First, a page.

Probably too late, now

Laurence Horn laurence.horn at YALE.EDU
Sun Sep 30 02:03:07 UTC 2007

At 4:41 PM -0400 9/29/07, Wilson Gray wrote:
>Well, until someone comes up with a phonological analysis of English
>that can account for the occurrence of [-rkt-],

Maybe it has something to do with the stress pattern.  I have no
trouble with, say, "Mark Twain" or even "Arcturus", but I've never
pronounced the /k/ in "Arctic", even though if I had to guess, I'd
have guessed it was there historically.


>  its occurrence is a
>spelling pronunciation that I choose to ignore. [artIk]: that's my
>pronunciation and I'm sticking with it. Of course, f I were under
>seventeen instead of over seventy, I'd probably be more flexible.
>Indeed, I probably wouldn't even care. I'd just go with the spelling
>that would get me the highest GPA and use my spare cognitive energy
>for fantasizing about girls.
>On 9/29/07, Jonathan Lighter <wuxxmupp2000 at> wrote:
>>  ---------------------- Information from the mail header
>>  Sender:       American Dialect Society <ADS-L at LISTSERV.UGA.EDU>
>>  Poster:       Jonathan Lighter <wuxxmupp2000 at YAHOO.COM>
>>  Subject:      Re: Probably too late, now
>>  Merely as a point of interest: the Century Dictionary of 1889
>>already recognized only the
>>    "c-ful"  pronunciation.
>>    But Arnold's info persuades me to revert.
>>    JL
>>  "Arnold M. Zwicky" <zwicky at CSLI.STANFORD.EDU> wrote:
>>    ---------------------- Information from the mail header
>>  Sender: American Dialect Society
>>  Poster: "Arnold M. Zwicky"
>>  Subject: Re: Probably too late, now
>>  On Sep 28, 2007, at 4:07 PM, Wilson Gray wrote:
>>  > ... As children in Saint Louis, we were specifically taught, in
>>  > fourth-grade "georgaphy" - another pronunciation that the nuns labored
>>  > to eliminate - that "Arctic" was to be pronounced as though spelled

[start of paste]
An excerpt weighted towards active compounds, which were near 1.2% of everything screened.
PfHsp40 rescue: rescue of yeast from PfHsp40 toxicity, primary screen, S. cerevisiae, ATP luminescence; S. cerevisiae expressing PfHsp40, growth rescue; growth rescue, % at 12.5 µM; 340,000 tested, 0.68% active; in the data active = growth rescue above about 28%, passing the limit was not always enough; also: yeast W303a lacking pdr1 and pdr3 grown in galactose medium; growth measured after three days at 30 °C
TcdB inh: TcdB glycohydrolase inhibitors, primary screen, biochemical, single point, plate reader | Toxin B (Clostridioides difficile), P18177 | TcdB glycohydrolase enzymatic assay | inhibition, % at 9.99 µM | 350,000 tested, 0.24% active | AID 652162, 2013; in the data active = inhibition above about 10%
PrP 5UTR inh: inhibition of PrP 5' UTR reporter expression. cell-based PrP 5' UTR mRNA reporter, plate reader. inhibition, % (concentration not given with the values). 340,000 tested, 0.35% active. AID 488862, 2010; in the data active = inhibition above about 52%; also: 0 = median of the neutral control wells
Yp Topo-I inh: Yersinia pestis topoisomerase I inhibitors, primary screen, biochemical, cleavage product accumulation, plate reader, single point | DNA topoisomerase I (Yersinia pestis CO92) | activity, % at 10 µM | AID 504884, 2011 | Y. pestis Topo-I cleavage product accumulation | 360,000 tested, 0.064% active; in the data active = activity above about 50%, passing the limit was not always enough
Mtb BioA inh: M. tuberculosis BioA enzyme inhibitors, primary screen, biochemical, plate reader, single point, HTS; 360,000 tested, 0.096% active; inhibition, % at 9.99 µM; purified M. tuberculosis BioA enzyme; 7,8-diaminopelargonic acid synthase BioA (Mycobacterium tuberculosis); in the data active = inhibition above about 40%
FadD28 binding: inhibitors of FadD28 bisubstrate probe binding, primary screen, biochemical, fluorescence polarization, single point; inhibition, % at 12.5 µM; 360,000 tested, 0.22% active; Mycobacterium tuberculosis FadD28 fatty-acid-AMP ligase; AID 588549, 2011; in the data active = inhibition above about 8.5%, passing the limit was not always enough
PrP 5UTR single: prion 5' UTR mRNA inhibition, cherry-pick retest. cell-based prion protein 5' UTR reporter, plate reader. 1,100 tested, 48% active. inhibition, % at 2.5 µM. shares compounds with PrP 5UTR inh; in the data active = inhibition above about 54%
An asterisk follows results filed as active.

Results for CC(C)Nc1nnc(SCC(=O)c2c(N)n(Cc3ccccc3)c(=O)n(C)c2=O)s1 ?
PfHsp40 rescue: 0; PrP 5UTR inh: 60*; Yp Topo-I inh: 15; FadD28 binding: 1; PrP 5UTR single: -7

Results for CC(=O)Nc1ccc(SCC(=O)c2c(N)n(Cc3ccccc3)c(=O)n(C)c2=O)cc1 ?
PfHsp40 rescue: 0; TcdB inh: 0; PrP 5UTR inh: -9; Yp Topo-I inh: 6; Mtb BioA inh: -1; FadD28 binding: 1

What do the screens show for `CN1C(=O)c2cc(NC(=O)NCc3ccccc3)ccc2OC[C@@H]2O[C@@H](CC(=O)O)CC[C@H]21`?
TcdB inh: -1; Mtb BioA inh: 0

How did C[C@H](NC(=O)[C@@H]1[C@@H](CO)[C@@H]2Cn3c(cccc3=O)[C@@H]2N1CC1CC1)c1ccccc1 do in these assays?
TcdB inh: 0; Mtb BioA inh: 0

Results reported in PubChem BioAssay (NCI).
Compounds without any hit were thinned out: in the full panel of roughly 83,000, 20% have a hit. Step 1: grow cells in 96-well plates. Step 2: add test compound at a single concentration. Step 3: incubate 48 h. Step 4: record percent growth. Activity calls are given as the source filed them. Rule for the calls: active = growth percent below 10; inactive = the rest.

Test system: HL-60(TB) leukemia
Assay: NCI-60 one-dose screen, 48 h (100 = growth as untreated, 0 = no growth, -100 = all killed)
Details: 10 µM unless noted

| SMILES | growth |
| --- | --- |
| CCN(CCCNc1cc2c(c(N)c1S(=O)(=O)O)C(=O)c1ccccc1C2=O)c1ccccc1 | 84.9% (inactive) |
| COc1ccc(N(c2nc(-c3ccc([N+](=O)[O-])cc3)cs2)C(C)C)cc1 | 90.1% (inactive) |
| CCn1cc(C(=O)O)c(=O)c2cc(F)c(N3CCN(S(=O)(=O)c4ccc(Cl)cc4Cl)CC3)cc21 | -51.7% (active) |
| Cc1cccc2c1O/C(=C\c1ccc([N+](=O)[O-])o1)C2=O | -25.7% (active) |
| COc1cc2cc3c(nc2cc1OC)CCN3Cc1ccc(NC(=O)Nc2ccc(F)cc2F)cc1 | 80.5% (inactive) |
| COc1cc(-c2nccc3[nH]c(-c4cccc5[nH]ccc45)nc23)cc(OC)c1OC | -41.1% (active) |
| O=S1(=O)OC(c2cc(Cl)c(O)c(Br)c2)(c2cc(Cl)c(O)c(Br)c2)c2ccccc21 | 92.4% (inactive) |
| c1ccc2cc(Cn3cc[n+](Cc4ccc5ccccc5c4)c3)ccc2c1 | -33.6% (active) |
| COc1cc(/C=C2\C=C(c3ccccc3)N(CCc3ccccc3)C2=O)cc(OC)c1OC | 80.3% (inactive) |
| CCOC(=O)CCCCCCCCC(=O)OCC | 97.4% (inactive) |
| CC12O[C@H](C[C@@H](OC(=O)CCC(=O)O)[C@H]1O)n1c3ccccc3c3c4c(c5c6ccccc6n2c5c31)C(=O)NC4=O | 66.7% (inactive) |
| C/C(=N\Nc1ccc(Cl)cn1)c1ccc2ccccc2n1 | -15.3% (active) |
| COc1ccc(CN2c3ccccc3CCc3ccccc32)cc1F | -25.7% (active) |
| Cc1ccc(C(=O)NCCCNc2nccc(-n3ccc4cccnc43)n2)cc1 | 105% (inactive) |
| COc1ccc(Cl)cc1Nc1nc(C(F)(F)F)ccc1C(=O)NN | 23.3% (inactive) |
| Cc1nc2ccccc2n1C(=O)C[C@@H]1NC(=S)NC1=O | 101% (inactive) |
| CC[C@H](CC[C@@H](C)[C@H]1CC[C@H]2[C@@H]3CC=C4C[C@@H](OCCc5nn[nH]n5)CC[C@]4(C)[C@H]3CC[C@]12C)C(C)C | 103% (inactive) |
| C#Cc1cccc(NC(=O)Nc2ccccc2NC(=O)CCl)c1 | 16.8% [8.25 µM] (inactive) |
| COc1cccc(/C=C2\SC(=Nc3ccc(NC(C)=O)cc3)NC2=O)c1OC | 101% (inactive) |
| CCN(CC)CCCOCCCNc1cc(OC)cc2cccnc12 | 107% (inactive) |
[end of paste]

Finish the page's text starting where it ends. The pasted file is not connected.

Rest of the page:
>>  > "Artic" [artIk] and *not* as [arktIk].. As a consequence, for the past
>>  > sixty years or so, I've been incredibly annoyed by the
>>  > seemingly-universal use of the spelling-pronunciation, [ar_k_tIk].
>>  like jon lighter, and no doubt many others here, i had exactly the
>>  reverse experience. the facts are more complex than either of these
>>  teachings would suggest. from the American Heritage Book of English
>>  Usage (1996):
>>  _Arctic_ was originally spelled in English without the first _c_,
>>  which was later reintroduced after the original spelling in Greek.
>>  Both [pronunciations] are equally acceptable...
>>  the Wikipedia page on "words of disputed pronunciation" shows a very
>>  complex pattern of advice (in this summary, (1) is the [k]-less
>>  pronunciation, (2) the pronunciation with [k]):
>>  The debate is whether or not the cluster is pronounced [kt] or
>>  just [t]. M-W lists both, with (1) first, but OED only lists (2)
>>  while noting that the oldest spelling (dating from the 14th century)
>>  is _Artik_, implying that (1) is the older pronunciation. EEPD lists
>>  only (2). LPD lists both for both British and American English, but
>>  marks (1) as "considered incorrect" for British. K&K list both but
>>  mark (2) as "now rare". Generally, the same pronunciation for the
>>  cluster is used for both _arctic_ and _antarctic_. However, M-W
>>  lists (2) first for _antarctic_.
>>  M-W: the Merriam-Webster Dictionary
>>  EEPD: Everyman's English Pronouncing Dictionary (Gimson rev., 1977)
>>  LPD: Longman Pronunciation Dictionary (1990)
>>  K&K: Kenyon & Knott, A Pronouncing Dictionary of American English
>>  arnold
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